As a parent, you want to prepare your children…
…for whatever life may toss their way. You do this because you know that ignorance doesn’t help anyone. In fact, arming your children with knowledge and skills ahead of time is a great way to protect them from being taken advantage of, or from being in a situation where they don’t know what to do.
On the other hand, you want to protect your children. You want to keep them sheltered as long as possible. It’s a big, wild world out there, and sometimes you fear for your children’s safety and innocence.
Being torn between these two extremes can result in questions about when your children are ready for all the things they need to learn about, including 4th-grade puberty education.
Here are some things to think about 4th-grade puberty education…
…as you decide how and when to begin the ongoing series of talks with your children about the changes that happen as they grow from childhood toward adulthood:
- You might not be sure what to say at each age.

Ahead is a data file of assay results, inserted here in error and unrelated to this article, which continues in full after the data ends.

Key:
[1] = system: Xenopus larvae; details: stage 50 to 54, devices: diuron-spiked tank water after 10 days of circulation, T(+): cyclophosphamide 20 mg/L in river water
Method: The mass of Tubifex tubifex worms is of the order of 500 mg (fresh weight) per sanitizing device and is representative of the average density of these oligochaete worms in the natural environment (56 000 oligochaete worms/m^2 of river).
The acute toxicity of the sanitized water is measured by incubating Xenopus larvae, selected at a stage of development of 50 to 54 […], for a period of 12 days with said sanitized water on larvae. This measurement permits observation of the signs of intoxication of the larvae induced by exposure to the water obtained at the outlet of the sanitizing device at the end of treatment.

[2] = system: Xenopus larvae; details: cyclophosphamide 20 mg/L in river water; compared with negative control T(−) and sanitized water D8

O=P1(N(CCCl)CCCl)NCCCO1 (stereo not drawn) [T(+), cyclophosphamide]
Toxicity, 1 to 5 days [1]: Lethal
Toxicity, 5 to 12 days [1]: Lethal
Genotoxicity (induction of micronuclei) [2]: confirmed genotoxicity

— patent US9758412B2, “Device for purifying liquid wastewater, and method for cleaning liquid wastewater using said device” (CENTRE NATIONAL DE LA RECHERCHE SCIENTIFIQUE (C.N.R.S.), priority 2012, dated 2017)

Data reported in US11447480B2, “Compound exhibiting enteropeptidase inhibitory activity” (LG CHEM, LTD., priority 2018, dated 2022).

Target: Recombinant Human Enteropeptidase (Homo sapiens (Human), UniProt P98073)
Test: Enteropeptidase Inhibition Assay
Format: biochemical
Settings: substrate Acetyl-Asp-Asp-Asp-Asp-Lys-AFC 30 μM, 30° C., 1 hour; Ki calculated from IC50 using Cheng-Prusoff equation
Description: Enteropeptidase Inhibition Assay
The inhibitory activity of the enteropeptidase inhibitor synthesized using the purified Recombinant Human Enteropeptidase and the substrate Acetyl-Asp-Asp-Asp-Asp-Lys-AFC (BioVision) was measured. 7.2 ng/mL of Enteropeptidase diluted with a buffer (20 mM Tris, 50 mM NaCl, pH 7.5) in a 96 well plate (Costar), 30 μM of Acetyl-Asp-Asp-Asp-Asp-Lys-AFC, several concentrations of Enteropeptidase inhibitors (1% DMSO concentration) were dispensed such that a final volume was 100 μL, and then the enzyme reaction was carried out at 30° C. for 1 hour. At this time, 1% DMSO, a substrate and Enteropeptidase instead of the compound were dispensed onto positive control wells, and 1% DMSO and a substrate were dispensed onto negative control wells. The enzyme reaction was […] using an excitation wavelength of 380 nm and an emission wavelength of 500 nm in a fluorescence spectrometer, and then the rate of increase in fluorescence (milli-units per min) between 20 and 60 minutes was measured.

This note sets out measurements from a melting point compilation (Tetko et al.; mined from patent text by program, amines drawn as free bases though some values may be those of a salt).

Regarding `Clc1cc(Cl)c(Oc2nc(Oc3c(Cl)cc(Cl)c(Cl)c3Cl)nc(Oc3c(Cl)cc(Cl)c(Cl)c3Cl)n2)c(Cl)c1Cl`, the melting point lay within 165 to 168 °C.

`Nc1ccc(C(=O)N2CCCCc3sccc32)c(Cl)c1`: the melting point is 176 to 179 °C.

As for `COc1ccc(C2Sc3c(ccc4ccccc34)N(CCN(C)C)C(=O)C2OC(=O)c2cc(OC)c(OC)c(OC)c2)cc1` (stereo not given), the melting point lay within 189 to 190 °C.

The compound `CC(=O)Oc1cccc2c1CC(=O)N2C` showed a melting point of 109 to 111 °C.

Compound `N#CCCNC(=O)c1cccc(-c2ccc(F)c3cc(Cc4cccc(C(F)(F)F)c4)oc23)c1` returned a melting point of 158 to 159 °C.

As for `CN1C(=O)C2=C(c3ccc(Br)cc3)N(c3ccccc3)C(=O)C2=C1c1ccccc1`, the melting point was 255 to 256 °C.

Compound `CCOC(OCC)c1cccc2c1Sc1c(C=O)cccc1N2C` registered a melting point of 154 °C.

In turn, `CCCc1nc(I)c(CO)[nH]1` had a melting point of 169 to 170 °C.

- Children are experiencing puberty earlier than in the past. You might wonder why you need to bring up the subject so soon.
- Parents often begin talking about puberty too late. Start now in age-appropriate ways.
- Children don’t always ask questions, especially if they think you are embarrassed. So, here’s how to start the conversation.
- Take advantage of “teachable moments” as you watch television or videos together.
- Children are exposed to thousands of sexual messages, perhaps even pornography. How can you talk about these topics?
- Want to read a book together? Or give your child a book to read?
You are not alone.
Your children’s school can support you in teaching your children about puberty. Does your school teach Puberty: The Wonder Years? Do the lessons include 4th-grade puberty education? If so, your children will learn about puberty from two trusted adults: you and their teachers. This curriculum is taught in partnership with you. The lessons include family activities to help you have conversations with your children about puberty. During these talks, you can add your family and spiritual values. The curriculum also provides family resources to learn more about how to support your child through puberty.